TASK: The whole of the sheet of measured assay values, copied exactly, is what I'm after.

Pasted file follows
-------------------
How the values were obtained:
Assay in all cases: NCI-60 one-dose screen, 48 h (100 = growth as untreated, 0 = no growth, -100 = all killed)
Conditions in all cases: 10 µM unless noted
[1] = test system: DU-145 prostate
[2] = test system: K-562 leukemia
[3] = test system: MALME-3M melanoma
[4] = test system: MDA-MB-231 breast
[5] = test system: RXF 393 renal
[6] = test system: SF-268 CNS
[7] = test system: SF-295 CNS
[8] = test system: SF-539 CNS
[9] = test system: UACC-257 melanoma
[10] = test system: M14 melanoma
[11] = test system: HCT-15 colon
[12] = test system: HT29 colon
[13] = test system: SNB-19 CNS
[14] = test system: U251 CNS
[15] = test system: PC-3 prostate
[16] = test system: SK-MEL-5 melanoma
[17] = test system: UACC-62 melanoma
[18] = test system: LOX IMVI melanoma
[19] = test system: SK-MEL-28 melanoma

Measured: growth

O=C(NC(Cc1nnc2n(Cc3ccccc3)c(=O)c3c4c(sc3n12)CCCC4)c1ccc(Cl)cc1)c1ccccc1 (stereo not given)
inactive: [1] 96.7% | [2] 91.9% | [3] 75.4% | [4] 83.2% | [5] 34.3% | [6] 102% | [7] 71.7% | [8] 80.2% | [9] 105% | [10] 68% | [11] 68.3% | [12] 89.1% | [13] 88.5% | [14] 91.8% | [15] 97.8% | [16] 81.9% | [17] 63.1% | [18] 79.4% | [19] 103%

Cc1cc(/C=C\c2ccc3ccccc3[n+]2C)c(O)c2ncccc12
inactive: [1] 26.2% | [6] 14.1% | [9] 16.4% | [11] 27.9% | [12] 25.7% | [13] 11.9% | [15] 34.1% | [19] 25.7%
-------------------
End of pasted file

How the values were obtained:
Assay in all cases: NCI-60 one-dose screen, 48 h (100 = growth as untreated, 0 = no growth, -100 = all killed)
Conditions in all cases: 10 µM unless noted
[1] = test system: DU-145 prostate
[2] = test system: K-562 leukemia
[3] = test system: MALME-3M melanoma
[4] = test system: MDA-MB-231 breast
[5] = test system: RXF 393 renal
[6] = test system: SF-268 CNS
[7] = test system: SF-295 CNS
[8] = test system: SF-539 CNS
[9] = test system: UACC-257 melanoma
[10] = test system: M14 melanoma
[11] = test system: HCT-15 colon
[12] = test system: HT29 colon
[13] = test system: SNB-19 CNS
[14] = test system: U251 CNS
[15] = test system: PC-3 prostate
[16] = test system: SK-MEL-5 melanoma
[17] = test system: UACC-62 melanoma
[18] = test system: LOX IMVI melanoma
[19] = test system: SK-MEL-28 melanoma

Measured: growth

O=C(NC(Cc1nnc2n(Cc3ccccc3)c(=O)c3c4c(sc3n12)CCCC4)c1ccc(Cl)cc1)c1ccccc1 (stereo not given)
inactive: [1] 96.7% | [2] 91.9% | [3] 75.4% | [4] 83.2% | [5] 34.3% | [6] 102% | [7] 71.7% | [8] 80.2% | [9] 105% | [10] 68% | [11] 68.3% | [12] 89.1% | [13] 88.5% | [14] 91.8% | [15] 97.8% | [16] 81.9% | [17] 63.1% | [18] 79.4% | [19] 103%

Cc1cc(/C=C\c2ccc3ccccc3[n+]2C)c(O)c2ncccc12
inactive: [1] 26.2% | [6] 14.1% | [9] 16.4% | [11] 27.9% | [12] 25.7% | [13] 11.9% | [15] 34.1% | [19] 25.7%